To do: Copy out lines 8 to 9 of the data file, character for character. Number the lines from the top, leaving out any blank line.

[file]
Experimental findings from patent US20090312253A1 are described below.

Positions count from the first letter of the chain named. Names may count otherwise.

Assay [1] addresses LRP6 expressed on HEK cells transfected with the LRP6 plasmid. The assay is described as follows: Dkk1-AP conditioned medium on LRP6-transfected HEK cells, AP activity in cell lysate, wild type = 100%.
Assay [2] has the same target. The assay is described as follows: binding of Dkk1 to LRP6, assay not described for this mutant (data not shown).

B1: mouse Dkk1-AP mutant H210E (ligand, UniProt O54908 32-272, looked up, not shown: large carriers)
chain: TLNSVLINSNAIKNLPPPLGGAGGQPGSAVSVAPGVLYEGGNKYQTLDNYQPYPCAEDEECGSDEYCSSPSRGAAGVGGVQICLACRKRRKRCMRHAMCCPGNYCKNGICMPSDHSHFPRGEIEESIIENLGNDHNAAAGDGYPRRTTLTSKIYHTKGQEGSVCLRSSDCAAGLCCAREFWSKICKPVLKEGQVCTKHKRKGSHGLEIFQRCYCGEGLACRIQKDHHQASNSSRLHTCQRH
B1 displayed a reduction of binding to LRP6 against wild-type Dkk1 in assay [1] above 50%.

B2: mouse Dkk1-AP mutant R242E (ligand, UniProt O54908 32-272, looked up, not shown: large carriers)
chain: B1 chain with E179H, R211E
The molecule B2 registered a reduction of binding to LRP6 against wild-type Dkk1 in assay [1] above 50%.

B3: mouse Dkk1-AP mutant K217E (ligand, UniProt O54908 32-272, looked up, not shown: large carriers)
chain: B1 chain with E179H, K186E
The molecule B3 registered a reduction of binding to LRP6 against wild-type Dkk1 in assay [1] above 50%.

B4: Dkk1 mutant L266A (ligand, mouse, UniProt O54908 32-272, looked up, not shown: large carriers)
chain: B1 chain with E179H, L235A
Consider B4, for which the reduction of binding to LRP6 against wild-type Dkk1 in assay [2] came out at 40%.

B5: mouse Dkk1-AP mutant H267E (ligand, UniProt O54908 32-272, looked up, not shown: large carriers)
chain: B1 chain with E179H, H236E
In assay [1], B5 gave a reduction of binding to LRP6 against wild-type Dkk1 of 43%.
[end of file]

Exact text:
B2: mouse Dkk1-AP mutant R242E (ligand, UniProt O54908 32-272, looked up, not shown: large carriers)
chain: B1 chain with E179H, R211E